Greek city-states were a political structure that arose from towns banding together to form an independent city that ruled over the surrounding territory. Greece's mountainous terrain influenced the creation of city-states by isolating and insulating groups of towns from one another.
Each city-state developed distinctly from its neighbors because of the geographical isolation that was imposed on it. For example, the culture of the Greek city-state of Sparta was heavily influenced by the military, while Athens developed a reputation for adherence to the arts. The ancient name for the Greek city-state was the "polis," which was derived from the word "acropolis."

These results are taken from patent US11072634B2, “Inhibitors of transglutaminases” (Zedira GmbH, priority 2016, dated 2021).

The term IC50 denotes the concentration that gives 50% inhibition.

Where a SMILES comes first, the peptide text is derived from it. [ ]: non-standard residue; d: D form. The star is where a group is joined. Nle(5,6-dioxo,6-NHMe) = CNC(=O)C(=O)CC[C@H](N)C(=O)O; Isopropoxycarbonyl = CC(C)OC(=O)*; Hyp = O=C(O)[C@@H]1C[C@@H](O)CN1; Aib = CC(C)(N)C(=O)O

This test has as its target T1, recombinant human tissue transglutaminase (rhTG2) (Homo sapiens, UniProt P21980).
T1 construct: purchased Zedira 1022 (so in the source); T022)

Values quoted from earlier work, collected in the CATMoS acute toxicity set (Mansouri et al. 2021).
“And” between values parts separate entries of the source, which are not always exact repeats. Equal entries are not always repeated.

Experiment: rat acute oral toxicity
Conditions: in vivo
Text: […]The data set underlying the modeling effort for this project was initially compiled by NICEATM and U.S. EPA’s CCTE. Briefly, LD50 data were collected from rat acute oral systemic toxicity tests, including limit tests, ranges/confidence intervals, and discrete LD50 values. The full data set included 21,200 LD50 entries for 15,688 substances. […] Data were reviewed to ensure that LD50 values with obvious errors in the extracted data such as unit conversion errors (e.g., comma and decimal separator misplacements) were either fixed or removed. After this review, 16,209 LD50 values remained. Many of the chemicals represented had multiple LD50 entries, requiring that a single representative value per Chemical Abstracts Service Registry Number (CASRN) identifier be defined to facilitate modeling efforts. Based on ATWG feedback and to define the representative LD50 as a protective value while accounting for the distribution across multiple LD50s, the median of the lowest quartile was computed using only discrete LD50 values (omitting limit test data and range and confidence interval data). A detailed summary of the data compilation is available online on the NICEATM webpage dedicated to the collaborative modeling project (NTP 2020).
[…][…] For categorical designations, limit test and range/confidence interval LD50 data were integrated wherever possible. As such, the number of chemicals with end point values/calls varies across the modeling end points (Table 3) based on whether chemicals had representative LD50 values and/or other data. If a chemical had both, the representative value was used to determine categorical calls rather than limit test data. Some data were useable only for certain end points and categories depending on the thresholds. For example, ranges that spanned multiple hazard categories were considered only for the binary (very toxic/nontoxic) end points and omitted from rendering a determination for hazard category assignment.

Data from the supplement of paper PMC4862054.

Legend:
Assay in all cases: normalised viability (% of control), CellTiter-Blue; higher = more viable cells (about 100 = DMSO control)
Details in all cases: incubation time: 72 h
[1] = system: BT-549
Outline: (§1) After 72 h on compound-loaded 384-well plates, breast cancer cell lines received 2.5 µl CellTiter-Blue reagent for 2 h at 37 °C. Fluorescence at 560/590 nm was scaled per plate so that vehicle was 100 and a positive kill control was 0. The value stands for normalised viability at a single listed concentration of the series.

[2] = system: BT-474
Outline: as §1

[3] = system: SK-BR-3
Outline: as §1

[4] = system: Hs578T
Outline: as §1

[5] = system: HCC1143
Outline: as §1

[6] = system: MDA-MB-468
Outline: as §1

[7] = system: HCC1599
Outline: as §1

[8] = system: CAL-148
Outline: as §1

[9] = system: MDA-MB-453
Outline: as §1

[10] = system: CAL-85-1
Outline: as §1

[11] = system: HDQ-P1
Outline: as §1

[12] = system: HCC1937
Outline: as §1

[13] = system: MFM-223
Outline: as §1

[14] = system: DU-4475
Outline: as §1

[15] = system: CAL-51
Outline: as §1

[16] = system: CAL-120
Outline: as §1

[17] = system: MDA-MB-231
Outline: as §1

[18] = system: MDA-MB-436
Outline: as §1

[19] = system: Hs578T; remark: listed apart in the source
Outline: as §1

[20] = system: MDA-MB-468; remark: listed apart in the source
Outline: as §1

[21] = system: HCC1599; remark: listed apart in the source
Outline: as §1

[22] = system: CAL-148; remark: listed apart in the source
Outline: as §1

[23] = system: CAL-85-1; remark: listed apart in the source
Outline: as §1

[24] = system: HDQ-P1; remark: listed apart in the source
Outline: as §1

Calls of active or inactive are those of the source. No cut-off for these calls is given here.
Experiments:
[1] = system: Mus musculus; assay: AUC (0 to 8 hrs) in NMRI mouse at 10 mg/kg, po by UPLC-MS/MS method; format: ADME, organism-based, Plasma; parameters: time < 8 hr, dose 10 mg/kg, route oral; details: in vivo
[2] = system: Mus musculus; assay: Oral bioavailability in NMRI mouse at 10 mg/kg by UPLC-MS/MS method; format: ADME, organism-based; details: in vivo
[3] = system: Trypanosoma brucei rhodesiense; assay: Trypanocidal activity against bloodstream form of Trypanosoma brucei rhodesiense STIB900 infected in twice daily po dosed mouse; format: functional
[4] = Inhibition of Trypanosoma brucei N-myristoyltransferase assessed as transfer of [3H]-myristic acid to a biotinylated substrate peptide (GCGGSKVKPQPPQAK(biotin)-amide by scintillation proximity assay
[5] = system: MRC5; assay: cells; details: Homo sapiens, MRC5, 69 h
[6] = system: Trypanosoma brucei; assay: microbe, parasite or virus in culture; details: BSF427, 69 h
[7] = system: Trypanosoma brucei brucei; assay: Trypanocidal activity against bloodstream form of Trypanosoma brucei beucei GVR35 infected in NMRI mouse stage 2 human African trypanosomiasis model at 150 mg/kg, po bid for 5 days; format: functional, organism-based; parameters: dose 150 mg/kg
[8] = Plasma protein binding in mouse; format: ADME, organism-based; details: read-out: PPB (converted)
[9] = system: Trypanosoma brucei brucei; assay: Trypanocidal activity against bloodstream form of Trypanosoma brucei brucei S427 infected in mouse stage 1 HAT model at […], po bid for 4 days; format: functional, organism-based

The acropolis was a settlement that was situated on the highest point in the center of the city. The acropolis was the center of administration for the city. The polis was therefore not only the physical area surrounding the acropolis, but the people who inhabited that area as well. A wall was built around the city that contained the acropolis beginning in the eighth century. The citizens of each Greek city-state normally lived within the walls of the city rather than in the surrounding farmland communities. The governing body of Greek city-states was made up of a small number of rich, land-owning families.